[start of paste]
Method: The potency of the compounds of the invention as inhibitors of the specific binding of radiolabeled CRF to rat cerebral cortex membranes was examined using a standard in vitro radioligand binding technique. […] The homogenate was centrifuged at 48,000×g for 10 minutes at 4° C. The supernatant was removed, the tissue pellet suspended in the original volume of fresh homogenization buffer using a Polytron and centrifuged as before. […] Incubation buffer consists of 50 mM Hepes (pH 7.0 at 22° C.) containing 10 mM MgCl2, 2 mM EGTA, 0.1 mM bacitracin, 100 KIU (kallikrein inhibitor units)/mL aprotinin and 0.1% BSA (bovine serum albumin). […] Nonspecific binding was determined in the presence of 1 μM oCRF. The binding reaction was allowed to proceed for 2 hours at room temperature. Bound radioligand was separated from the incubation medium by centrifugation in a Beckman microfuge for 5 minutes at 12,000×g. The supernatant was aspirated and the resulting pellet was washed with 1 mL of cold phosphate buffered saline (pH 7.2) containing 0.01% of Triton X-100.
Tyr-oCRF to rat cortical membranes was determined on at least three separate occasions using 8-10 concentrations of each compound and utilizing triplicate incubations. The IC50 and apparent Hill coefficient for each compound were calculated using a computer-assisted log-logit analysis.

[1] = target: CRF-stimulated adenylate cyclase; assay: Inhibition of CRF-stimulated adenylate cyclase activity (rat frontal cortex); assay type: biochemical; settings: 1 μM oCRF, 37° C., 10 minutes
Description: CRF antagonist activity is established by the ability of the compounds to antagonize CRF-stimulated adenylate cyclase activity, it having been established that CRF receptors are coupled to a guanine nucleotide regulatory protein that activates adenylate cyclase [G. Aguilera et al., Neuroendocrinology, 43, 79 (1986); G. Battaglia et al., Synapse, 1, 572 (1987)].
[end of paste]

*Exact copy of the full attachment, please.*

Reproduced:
Method: The potency of the compounds of the invention as inhibitors of the specific binding of radiolabeled CRF to rat cerebral cortex membranes was examined using a standard in vitro radioligand binding technique. […] The homogenate was centrifuged at 48,000×g for 10 minutes at 4° C. The supernatant was removed, the tissue pellet suspended in the original volume of fresh homogenization buffer using a Polytron and centrifuged as before. […] Incubation buffer consists of 50 mM Hepes (pH 7.0 at 22° C.) containing 10 mM MgCl2, 2 mM EGTA, 0.1 mM bacitracin, 100 KIU (kallikrein inhibitor units)/mL aprotinin and 0.1% BSA (bovine serum albumin). […] Nonspecific binding was determined in the presence of 1 μM oCRF. The binding reaction was allowed to proceed for 2 hours at room temperature. Bound radioligand was separated from the incubation medium by centrifugation in a Beckman microfuge for 5 minutes at 12,000×g. The supernatant was aspirated and the resulting pellet was washed with 1 mL of cold phosphate buffered saline (pH 7.2) containing 0.01% of Triton X-100.
Tyr-oCRF to rat cortical membranes was determined on at least three separate occasions using 8-10 concentrations of each compound and utilizing triplicate incubations. The IC50 and apparent Hill coefficient for each compound were calculated using a computer-assisted log-logit analysis.

[1] = target: CRF-stimulated adenylate cyclase; assay: Inhibition of CRF-stimulated adenylate cyclase activity (rat frontal cortex); assay type: biochemical; settings: 1 μM oCRF, 37° C., 10 minutes
Description: CRF antagonist activity is established by the ability of the compounds to antagonize CRF-stimulated adenylate cyclase activity, it having been established that CRF receptors are coupled to a guanine nucleotide regulatory protein that activates adenylate cyclase [G. Aguilera et al., Neuroendocrinology, 43, 79 (1986); G. Battaglia et al., Synapse, 1, 572 (1987)].